Market participants and regulators are taking more interest in diversity on corporate boards. Last year, Nasdaq introduced board diversity disclosure requirements. While these requirements require disclosure of factors such as race, ethnicity, gender, and sexual orientation, disability representation is often left out. Recently Ted Kennedy Jr. authored a piece on Directors & Boards which advocated for more focus on disability diversity on corporate boards.
Kennedy, who himself lost a leg to pediatric bone cancer and serves on two corporate boards, makes the case that disability diversity is being overlooked to the detriment of business benefits:
“People with disabilities are still nearly invisible on corporate boards and in the C-suite. Around the world, disability lags behind gender and ethnicity in board diversity considerations. In the 2023 Disability Equality Index, a benchmark survey for disability inclusion, just 7% of 485 participating companies reported having a board member with a disability, making it difficult to track representation.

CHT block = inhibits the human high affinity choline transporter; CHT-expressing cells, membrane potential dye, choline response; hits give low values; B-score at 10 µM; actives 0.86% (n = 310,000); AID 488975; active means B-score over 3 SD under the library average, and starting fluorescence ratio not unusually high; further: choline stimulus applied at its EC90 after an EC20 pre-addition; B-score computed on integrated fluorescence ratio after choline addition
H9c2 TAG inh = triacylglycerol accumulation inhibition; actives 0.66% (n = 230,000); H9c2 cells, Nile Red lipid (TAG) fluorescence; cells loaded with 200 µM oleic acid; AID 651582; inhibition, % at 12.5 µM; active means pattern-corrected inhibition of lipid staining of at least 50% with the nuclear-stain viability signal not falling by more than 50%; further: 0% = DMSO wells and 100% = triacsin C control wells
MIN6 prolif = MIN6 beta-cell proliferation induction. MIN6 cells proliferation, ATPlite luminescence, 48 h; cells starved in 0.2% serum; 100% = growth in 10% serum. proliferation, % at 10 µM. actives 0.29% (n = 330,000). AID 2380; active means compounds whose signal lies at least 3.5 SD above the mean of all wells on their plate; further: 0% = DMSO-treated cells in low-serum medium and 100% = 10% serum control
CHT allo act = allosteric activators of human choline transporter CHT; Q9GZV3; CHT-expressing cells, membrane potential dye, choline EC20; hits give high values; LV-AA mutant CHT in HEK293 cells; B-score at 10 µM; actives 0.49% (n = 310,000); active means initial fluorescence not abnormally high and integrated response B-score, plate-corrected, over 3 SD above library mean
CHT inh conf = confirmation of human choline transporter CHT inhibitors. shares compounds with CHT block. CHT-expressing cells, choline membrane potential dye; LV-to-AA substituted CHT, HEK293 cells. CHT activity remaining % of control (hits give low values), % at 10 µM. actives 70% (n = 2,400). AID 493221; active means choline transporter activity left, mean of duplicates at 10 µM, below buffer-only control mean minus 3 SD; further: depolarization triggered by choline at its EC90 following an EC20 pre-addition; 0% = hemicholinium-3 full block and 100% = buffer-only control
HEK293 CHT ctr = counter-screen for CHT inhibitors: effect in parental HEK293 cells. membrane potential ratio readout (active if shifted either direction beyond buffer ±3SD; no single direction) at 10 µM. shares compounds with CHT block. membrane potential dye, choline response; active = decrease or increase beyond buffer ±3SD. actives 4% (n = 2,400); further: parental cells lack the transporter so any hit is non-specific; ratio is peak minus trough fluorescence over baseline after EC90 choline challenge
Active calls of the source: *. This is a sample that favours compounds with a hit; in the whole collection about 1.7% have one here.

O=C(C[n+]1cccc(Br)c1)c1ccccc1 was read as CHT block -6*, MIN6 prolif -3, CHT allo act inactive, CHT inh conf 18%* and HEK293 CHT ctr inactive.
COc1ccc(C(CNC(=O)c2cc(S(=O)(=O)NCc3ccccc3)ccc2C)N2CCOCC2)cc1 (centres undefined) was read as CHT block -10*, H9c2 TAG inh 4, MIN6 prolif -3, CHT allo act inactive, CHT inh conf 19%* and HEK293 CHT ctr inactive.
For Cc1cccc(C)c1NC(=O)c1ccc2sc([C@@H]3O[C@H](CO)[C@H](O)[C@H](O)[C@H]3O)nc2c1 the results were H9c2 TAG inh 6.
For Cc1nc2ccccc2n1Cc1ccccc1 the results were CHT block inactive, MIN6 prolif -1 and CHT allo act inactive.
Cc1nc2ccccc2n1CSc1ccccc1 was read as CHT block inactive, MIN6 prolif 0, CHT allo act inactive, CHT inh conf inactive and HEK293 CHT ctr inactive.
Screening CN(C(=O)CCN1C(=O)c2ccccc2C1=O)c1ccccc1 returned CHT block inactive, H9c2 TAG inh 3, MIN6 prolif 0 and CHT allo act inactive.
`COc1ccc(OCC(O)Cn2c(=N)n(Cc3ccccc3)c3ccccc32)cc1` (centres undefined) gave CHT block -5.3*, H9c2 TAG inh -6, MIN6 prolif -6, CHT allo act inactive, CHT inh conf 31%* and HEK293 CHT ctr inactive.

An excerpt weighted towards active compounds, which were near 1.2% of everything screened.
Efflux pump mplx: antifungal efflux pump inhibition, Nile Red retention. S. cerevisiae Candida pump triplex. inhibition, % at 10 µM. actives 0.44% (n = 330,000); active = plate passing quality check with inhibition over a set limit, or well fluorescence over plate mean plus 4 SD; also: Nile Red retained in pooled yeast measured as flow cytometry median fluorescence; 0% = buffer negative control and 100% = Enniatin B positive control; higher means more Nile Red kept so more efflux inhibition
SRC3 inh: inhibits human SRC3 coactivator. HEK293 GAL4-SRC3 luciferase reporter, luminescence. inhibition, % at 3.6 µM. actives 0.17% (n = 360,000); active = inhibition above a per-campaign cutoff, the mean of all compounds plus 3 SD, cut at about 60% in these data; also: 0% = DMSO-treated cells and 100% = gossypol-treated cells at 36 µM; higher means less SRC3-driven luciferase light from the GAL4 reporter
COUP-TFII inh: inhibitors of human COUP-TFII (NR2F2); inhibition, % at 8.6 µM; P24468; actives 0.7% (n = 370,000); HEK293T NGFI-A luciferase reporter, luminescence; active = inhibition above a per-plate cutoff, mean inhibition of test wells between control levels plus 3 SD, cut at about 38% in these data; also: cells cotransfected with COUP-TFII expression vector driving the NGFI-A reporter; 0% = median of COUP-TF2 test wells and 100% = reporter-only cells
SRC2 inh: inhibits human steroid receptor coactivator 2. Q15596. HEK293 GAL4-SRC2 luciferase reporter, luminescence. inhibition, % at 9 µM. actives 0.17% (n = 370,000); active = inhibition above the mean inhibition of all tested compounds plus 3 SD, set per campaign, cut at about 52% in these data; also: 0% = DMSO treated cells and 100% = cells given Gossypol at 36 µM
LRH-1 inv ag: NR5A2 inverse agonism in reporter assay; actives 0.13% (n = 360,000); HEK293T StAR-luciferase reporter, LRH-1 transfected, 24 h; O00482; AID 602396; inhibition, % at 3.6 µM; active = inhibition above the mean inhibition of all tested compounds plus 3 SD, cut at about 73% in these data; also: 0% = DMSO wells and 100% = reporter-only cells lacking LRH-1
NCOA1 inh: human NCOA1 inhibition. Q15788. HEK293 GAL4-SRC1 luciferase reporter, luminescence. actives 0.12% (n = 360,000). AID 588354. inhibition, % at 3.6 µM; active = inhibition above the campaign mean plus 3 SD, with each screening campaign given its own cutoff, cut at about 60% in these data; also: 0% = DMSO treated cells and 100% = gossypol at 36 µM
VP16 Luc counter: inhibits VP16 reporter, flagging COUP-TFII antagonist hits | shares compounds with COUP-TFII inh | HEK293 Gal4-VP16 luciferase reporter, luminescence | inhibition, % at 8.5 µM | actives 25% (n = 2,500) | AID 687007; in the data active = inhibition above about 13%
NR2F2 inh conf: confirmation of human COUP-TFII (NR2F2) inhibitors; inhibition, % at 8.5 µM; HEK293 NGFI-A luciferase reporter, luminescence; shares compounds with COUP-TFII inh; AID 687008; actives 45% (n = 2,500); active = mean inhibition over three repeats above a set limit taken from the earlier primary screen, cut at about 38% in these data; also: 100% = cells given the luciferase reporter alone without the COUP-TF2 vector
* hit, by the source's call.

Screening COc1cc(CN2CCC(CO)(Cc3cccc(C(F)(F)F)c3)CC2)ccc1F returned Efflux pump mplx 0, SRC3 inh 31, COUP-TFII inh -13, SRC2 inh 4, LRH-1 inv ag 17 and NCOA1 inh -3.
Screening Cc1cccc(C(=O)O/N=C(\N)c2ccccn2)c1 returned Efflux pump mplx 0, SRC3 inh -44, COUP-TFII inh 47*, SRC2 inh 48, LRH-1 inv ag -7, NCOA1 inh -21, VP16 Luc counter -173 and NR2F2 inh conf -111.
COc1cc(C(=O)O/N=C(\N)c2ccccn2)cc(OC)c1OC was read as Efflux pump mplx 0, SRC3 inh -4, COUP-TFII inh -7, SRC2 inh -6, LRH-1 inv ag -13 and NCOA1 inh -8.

People with disabilities bring a unique set of life-learned skills and perspectives that help boards make better decisions, which benefits both companies and their shareholders. Accenture found that when companies champion disability in the workplace, they report 28% higher revenue, 30% higher profit margin and superior shareholder returns.”
Diversity in the workplace can lead to great business outcomes and dedication to fostering an inclusive workplace starts at the top. Kennedy believes that companies should modernize their board nomination processes to consider disability alongside other diversity characteristics. Diversity at the board level can trickle down into a companies culture and provide value at an enterprise wide level.